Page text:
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October 21, 1994 - Image 3

Resource type:
The Michigan Daily, 1994-10-21

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The Michigan Daily - Friday, October 21, 1994 - 3

L Day:




eU'U' works to
include BSU
in planning
Daily Staff Reporter
'though Martin Luther King Day is many months
and snowfalls away, the University has begun
lanning its daylong symposium
This year's symposium marks a redoubled effort by
the University to include Black students in planning the
event, in an effort to avoid a repeat of last year's boycott
by many Black students.
' Led by the Black Student Union, the boycott, which
considered the University's events more academic than
activist, received widespread attention. Following the
boycott; Lester P. Monts, vice provost for academic and
multicultural affairs, pledged in an open letter: "My office
is committed to creating opportunities for people to ex-
press their diverse ideologies and relate them to Dr. King
and the ideals he represented."
Preparation for this year's event began in January -
almost immediately after last year's MLK Day - and the
mposium planning committee was formed in March. It
cently announced that Benjamin L. Hooks, former
NAACP executive director, will be the keynote speaker.
The University began officially recognizing Martin
Luther King Day in 1989 after students, faculty and
community members joined forces to stage a sit-in that
called for the cancellation of classes in observance of the
late African American leader.
The purpose of Martin Luther King Day at the Univer-
sity is "to recognize the contributions of one of the greatest
Americans in American history," Monts said.
C Since it began, the University has held a daylong
symposium in place of regular classes and encouraged all
its departments to hold additional programming, such as
bringing speakers to campus - including now-Surgeon
General Jocelyn Elders in 1993 - and holding panel
But some University students, particularly BSU mem-
bers, felt left out of the symposium's planning last year.
Members said they were concerned with what they viewed
as a shift away from activist pro-
amming toward more academic-
'ented symposium speakers and
topics. Last year's theme was 'Black si
"'American Culture' or 'America
the Multicultural: The Challenge were h
of the 21st Century"'
"The X3l994 Martin Luther inf lvOI
King symposium fails to honor Q
the history of activism out of
which the symposium was cre- recogni
ted," wrote last year s BSU
eaker Alethea Gordon in a let- cainpu
ter that appeared in The Michi- shOgld I
gan Daily last January.
"The University department involved
that plans and promotes the sym-
posium, the Office of the Vice plain
Provost of Multicultural Affairs,
has purposely forgotten Dr. King's
community, offering prograIns that
propose nothing more than aca-
*mic rhetoric," Gordon wrote. -
Members did not raise these Black Sti
objections in previous years, said member an
University alumna Shawn Mason-
Spence, who served as vice-
speaker for the BSU from Febru-
ary 1991'to April 1992. "The sym-
posium committee had a number of student representa-
tives," Mason-Spence said, describing the committee at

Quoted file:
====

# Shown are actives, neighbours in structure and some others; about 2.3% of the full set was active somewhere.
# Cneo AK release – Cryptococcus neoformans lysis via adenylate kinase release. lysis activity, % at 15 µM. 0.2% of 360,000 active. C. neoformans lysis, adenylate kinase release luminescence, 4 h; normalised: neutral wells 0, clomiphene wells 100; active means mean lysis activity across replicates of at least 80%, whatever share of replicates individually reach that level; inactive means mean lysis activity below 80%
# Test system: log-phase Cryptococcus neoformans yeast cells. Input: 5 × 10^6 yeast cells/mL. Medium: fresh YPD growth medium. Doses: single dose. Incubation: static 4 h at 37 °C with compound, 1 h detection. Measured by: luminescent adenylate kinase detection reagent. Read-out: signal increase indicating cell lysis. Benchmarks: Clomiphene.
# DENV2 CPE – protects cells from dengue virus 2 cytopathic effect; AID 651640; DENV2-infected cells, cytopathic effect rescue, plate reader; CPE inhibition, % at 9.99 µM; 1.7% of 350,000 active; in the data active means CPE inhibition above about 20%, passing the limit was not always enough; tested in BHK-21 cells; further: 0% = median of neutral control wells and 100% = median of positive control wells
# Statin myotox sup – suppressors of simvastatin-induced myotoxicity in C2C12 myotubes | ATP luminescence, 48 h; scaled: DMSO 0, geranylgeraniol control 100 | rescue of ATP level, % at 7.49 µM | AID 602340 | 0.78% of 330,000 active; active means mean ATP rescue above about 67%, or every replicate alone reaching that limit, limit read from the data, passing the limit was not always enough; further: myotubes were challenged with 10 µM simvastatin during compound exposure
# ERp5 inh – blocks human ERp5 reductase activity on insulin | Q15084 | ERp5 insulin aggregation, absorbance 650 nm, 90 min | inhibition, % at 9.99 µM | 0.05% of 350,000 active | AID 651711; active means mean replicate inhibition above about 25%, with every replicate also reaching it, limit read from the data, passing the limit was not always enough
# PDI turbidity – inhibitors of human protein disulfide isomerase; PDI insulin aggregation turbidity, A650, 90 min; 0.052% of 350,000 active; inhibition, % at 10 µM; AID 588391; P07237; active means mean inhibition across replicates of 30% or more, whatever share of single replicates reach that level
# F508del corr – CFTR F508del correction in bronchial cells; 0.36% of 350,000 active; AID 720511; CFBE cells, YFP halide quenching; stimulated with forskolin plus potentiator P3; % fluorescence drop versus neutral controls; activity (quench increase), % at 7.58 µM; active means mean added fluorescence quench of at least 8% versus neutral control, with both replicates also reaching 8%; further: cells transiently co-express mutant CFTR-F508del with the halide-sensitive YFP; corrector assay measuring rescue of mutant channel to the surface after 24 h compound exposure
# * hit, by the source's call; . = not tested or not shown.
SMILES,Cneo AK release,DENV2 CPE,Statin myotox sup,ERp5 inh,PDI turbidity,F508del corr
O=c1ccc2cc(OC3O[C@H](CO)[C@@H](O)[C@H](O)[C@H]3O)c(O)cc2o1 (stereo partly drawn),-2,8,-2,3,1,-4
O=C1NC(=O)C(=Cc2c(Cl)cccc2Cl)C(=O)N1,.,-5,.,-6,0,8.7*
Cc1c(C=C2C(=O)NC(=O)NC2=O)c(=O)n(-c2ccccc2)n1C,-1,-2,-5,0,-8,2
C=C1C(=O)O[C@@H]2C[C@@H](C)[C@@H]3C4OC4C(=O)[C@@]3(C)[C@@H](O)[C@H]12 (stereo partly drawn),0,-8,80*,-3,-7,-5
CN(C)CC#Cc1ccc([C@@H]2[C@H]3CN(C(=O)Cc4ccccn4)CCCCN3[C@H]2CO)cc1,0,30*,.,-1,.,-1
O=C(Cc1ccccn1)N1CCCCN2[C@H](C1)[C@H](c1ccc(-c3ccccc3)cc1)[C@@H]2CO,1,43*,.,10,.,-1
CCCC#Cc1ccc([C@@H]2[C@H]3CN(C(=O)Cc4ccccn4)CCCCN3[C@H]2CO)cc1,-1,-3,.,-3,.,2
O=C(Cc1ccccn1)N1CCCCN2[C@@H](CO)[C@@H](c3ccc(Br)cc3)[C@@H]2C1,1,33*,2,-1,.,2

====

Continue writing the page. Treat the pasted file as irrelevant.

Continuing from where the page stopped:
the time she attended the University.
"There was a lot of opportunity for students to plan
rganizational events in conjunction with University
events," she added. "It was a collaborative effort. That's
what seemed to go astray in recent years of the sympo-

Richard Mack, last year's BSU peace officer, said that
"the BSU felt (last year) that the programming, particu-
larly of the OAMI (Office of Academic Multicultural
Initiatives) office was not indicative of, and not rooted in,
the activist history of Martin Luther King Day."
So, in the spotlight of the local media, the BSU
,ycotted the symposium.
The Boycott
A group comprised of about 50 active members, the
BSU is dedicated to promoting and sustaining a political,
economic and cultural atmosphere for African Americans
in the University community, said Theda Rogers, an LSA
senior and active member.
Since BSU members believed the University was not


meeting those standards during the MLK Day Sympo-
sium, they abandoned the event, holding their own teach-
ins in an effort to recapture the spirit they felt was lacking
with the University's programs.
Current BSU Speaker Nina Smith, and last year's
speaker, Alethea Gordon, both declined to comment on
the boycott.
But many BSU members said they supported the
BSU's actions.
"I personally supported it," Mack said, "because as the
Black nationalist principles of the Black Student Union
dictate, I feel that student activists should play a primary
role in the initiation and coordination of Martin Luther
King Day."
Did the boycott hurt the tradi-
tion and purpose of Martin Luther
King Day?
uden s 1Mack says no.
eaVily "We were not protesting the
celebration of Martin Luther King
'ed ji Day itself. We were against how
certain sectors of the University
the day went about planning the day," he
zed onsaid.
ed O sa "We felt that as activists, we
is. we should retain control of the day
rooted in such activism," he said.
e heavily Monts, whose office was
singled out by the BSU for criti-
cism, refused to comment about
ahniglast year's MLK Day in an inter-
view with the Daily on Wednes-
n ,f day.
The BSU learned a lesson from
last year's boycott, said last year's
'heda Rogers publicity chair, Nerissa Marbury,
udent Uon who remains active in the group.
ident Union "We just can't hold the Univer-
I LSA senior sity accountable for educating the
African American students on cam-
pus," she said.
"We're going to hold ourselves
accountable also," Marbury added. She said the BSU
plans to hold teach-ins again this year.

in the planning process," she added.
Jones-Coleman said there were students of different
ethnic groups on the committee, but they did not represent
any student groups.
MLK Day 1995
Under Jones-Coleman this year, the University ap-
pears to be making an active attempt to consider the views
of all students in the planning of the 1995 MLK Day
Symposium, with the theme, "Conflict and Communities:
The Struggle for Racial Justice."